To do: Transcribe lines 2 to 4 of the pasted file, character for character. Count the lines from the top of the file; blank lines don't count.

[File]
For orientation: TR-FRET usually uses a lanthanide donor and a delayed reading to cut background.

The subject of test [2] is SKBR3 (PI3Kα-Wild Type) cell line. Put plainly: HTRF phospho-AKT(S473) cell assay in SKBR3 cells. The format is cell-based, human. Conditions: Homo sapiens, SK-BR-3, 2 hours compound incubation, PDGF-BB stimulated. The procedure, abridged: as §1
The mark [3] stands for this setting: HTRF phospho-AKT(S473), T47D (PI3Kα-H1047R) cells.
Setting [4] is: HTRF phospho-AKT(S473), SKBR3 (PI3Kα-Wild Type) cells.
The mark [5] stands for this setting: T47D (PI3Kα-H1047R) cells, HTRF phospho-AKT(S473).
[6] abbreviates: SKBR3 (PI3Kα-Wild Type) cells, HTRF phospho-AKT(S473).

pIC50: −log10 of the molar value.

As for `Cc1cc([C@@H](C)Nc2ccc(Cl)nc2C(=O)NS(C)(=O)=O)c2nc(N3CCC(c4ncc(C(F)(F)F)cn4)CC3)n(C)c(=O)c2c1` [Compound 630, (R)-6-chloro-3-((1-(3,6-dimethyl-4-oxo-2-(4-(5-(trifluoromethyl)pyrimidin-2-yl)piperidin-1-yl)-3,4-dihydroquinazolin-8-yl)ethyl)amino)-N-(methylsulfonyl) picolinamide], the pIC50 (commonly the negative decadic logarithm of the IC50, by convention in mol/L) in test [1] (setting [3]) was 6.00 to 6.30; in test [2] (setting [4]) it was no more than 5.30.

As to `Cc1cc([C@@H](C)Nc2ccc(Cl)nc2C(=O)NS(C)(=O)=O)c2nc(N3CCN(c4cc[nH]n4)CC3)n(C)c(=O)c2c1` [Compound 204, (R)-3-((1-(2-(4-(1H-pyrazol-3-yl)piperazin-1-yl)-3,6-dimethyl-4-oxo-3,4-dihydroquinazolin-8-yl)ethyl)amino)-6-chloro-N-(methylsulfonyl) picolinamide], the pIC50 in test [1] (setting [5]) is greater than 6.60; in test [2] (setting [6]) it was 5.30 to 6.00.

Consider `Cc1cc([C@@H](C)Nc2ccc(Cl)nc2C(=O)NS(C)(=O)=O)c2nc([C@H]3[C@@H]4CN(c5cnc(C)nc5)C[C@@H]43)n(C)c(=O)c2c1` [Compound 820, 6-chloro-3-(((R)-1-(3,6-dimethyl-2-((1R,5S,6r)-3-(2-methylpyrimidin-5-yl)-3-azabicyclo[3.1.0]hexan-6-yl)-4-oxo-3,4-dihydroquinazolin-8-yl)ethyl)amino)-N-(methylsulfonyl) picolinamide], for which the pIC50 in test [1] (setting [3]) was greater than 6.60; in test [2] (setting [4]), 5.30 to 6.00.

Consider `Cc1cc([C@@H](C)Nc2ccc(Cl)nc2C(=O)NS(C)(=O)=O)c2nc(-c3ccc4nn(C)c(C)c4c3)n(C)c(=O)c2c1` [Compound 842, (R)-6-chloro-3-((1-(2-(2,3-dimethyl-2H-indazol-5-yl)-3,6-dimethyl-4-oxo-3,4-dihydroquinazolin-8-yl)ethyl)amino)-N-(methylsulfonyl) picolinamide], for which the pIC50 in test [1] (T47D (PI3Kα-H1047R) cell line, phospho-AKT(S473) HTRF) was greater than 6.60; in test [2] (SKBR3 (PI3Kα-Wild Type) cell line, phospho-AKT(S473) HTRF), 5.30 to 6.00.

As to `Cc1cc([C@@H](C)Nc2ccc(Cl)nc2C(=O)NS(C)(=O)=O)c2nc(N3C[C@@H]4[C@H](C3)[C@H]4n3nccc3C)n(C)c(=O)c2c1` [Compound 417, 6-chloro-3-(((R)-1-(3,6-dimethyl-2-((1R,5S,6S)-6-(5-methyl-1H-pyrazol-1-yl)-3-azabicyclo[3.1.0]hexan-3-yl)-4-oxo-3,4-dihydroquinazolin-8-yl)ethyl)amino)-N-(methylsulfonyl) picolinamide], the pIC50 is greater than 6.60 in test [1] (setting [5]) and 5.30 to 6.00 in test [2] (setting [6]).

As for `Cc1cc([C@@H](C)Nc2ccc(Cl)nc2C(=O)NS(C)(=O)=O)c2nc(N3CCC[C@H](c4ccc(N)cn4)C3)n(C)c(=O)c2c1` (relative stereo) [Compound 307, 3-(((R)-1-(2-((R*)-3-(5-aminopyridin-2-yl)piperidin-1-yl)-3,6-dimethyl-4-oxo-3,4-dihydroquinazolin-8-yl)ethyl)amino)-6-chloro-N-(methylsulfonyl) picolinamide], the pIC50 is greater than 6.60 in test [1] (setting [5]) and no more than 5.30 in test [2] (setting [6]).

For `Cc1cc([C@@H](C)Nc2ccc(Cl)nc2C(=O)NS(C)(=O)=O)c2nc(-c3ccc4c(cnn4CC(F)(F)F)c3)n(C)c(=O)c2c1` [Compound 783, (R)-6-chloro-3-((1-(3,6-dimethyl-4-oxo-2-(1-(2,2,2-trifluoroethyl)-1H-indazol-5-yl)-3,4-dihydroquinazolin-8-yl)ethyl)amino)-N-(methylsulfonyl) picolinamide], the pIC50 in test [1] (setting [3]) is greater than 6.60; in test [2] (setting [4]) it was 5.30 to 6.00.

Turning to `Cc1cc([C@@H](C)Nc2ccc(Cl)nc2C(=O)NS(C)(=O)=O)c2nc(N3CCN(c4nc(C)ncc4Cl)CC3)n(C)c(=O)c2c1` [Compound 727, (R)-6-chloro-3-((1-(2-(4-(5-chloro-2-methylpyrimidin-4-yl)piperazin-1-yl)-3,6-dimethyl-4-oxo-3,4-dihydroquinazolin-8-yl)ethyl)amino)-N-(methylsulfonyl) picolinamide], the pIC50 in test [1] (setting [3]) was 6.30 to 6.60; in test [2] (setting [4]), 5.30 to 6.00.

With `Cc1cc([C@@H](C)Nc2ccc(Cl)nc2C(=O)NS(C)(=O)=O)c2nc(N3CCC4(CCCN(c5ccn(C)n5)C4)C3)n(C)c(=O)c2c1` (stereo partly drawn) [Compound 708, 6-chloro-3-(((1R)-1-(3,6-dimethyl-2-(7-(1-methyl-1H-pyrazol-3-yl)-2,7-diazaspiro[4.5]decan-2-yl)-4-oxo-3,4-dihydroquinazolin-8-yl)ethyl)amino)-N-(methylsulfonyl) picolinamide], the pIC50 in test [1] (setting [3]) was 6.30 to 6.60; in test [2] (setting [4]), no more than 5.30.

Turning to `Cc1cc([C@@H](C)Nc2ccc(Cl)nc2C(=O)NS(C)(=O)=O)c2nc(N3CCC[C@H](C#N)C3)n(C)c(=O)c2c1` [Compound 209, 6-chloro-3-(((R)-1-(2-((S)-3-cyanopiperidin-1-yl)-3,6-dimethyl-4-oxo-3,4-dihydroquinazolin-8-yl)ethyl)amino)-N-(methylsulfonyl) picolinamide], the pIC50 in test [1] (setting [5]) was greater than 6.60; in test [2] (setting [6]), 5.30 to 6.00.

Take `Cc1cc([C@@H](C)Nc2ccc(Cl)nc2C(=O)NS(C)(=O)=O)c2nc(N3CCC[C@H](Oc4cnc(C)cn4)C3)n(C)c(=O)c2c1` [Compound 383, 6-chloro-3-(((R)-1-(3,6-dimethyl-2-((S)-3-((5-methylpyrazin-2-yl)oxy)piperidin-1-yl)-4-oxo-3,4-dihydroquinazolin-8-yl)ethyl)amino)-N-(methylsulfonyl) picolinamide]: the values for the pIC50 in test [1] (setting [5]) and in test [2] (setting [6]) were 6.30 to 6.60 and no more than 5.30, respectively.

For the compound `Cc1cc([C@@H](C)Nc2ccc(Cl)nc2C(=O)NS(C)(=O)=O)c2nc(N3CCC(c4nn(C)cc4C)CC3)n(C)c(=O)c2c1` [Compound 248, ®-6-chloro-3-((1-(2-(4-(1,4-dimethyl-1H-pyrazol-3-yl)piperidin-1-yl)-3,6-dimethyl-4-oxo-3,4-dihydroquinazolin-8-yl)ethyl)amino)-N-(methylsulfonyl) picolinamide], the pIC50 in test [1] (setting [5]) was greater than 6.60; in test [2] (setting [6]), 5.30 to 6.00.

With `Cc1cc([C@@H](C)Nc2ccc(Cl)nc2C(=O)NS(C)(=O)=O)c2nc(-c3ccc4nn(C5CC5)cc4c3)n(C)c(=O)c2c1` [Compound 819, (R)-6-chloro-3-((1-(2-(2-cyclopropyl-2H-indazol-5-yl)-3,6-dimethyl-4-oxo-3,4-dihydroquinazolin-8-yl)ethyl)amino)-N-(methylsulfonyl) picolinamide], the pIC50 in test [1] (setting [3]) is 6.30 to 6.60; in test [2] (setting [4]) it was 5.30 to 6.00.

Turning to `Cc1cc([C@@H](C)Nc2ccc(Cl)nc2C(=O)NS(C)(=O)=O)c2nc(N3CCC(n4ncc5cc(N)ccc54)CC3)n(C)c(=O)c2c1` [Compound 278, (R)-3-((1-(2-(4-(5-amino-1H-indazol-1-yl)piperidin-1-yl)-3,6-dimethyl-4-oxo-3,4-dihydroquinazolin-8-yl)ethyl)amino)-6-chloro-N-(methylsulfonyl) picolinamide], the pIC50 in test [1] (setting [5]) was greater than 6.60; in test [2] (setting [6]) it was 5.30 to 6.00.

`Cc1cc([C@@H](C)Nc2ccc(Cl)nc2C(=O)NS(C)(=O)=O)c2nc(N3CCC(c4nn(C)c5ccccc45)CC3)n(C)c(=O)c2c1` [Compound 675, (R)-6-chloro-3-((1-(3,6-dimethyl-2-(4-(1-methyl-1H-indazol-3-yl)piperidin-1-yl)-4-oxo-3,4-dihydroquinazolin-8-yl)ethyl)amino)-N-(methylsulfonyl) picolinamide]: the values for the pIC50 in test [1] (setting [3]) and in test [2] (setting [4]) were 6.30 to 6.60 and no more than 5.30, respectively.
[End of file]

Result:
The subject of test [2] is SKBR3 (PI3Kα-Wild Type) cell line. Put plainly: HTRF phospho-AKT(S473) cell assay in SKBR3 cells. The format is cell-based, human. Conditions: Homo sapiens, SK-BR-3, 2 hours compound incubation, PDGF-BB stimulated. The procedure, abridged: as §1
The mark [3] stands for this setting: HTRF phospho-AKT(S473), T47D (PI3Kα-H1047R) cells.
Setting [4] is: HTRF phospho-AKT(S473), SKBR3 (PI3Kα-Wild Type) cells.